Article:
When I was eleven years old, my younger brother and I decided to find a whisky still used during Prohibition in the 1930’s. Our Dad had pointed it out a few months earlier when all three of us were on horseback and gathering cattle on our Wyoming ranch. All that was left of the still was a few barrel rings and a wall of rocks. It was tucked into a steep draw surrounded by aspen trees and a little cow trail leading toward the bottom of the canyon near our house.
My brother and I collected antique glassware as a hobby and planned to go back to the whiskey still and look around for old bottles. We figured we could find it again easily enough, so after school we told our parents we were going out to play and would be back in time for supper. We started walking up the canyon, and when we saw a draw that looked familiar, we started up.
Our ranch was located in the scatterings of the Snowy Mountain Range at an altitude of 7,000 feet. Summers are short in that country, and the green aspen trees that looked lush and cozy when we rode past them a few months before, were now barren and cold. We forgot that night fell much earlier in the winter months and dusk was starting to set in. We could not find the whiskey still but we continued on until we reached the top of the draw. When we saw Laramie Peak in a distance, we knew we had climbed over 2,000 feet out of the canyon bottom.
We had climbed up the wrong draw, night was coming, and we had no flashlights. It was cold enough that rattlesnakes were hibernating, but conditions were still adverse: it was dark, the terrain was steep and rocky, and the temperature was dropping at an alarming rate.
At the ages of ten and eleven, my younger brother and I learned young to how to keep going through the tough times:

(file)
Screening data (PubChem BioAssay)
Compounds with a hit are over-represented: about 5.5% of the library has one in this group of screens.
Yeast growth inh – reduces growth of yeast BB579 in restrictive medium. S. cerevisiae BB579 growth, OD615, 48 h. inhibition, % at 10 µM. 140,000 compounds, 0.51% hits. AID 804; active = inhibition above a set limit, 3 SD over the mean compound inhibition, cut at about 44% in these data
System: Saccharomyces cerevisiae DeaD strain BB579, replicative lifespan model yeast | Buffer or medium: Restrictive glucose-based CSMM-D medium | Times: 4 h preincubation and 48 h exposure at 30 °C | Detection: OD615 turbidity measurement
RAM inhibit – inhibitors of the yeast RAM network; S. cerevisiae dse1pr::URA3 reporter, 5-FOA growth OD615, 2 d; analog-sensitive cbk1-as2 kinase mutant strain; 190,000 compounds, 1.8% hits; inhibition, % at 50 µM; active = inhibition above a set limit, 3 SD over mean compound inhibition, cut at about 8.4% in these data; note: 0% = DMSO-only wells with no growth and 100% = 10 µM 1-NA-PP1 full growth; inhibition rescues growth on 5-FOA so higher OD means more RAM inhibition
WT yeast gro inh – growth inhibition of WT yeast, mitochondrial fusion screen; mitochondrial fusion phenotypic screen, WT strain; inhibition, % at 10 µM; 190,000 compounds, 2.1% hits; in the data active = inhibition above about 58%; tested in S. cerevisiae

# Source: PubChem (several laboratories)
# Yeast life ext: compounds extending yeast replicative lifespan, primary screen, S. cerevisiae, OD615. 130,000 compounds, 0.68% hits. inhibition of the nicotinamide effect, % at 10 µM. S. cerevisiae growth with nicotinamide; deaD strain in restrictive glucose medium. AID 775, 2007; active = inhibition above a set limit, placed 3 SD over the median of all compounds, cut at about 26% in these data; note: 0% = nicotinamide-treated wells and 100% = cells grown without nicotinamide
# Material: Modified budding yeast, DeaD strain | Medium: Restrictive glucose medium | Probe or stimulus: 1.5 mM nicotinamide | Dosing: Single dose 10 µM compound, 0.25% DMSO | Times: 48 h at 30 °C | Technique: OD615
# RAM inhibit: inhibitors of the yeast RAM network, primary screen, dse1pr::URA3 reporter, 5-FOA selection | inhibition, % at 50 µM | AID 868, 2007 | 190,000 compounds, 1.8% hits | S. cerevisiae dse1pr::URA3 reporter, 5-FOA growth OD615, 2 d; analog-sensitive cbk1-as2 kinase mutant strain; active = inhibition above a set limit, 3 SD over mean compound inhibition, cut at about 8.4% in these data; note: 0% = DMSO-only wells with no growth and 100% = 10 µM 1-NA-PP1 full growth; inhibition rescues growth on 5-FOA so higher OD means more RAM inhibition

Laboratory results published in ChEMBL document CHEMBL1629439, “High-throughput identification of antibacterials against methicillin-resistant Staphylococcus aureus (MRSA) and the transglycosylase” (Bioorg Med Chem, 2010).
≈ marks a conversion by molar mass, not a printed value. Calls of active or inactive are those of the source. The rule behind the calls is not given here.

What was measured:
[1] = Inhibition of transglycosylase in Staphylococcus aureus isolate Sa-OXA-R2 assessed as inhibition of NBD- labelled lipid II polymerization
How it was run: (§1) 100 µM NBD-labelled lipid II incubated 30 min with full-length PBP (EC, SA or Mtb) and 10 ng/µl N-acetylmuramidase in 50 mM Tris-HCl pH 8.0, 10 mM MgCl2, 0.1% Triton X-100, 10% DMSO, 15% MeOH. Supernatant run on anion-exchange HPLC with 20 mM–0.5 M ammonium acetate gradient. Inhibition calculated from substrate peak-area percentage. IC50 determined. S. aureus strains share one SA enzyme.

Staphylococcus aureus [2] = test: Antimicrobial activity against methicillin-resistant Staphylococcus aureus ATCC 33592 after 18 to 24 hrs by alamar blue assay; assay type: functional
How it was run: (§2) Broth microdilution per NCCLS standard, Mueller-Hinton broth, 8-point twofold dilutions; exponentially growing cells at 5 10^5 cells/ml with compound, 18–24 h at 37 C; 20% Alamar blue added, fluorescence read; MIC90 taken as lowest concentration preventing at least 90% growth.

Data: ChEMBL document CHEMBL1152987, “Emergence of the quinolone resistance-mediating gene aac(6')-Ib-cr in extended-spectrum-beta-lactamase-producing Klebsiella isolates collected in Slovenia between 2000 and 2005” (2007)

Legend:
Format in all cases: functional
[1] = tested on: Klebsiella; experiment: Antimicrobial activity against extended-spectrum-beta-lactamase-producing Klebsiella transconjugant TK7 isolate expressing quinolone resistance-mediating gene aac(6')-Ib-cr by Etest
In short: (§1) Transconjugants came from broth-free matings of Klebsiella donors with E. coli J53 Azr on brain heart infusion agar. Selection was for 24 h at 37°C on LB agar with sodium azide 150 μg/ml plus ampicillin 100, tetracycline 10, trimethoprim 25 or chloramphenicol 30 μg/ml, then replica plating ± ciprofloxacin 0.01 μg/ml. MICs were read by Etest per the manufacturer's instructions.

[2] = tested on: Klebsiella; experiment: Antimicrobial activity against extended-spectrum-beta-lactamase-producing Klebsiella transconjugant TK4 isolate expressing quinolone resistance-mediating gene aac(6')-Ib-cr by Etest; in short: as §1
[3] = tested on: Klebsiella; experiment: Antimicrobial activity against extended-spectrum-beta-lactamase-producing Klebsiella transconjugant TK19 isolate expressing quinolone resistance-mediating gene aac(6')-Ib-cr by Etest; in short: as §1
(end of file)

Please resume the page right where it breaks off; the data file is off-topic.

1. Earn confidence in yourself. We were too young to rely on pep talks or motivational speeches to give us the stamina to keep moving forward. If we had climbed over 2,000 feet out of the canyon in daylight, we had to be confident enough in our ourselves that we could repeat our performance downhill in the darkness.
The lessons I learned getting down the mountain stayed with me the rest of my life. In my book Secrets of A Strong Mind, I talk about the four months I spent at the FBI Academy in new agent’s training. We trained hard day in and day out, no matter the weather conditions—in snow, wind, rain, or heat. We felt confident of our abilities because of our experiences. Performing well in adverse conditions gave us the self-assurance we could beat the odds. Whenever I thought I couldn’t push myself any further, I remembered that cold night climbing back down a mountain when I was eleven years old, and I was confident I had what it took to keep moving on. Read Secrets of A Strong Mind.
2. Persist with intelligence. My brother and I were not sure how to get back home before we found ourselves in complete darkness and freezing temperatures. We decided that if we stayed with the cow trail it would ultimately lead us to our destination. We lost the trail once and hopped over rocks and fallen trees to find it. While we knew that as long we were going downhill we were headed in the right direction, the draw had many smaller ones that meandered over the sides of the canyon. Time was important and we knew the quickest way down was the way we came up. We persisted and found the cow path again.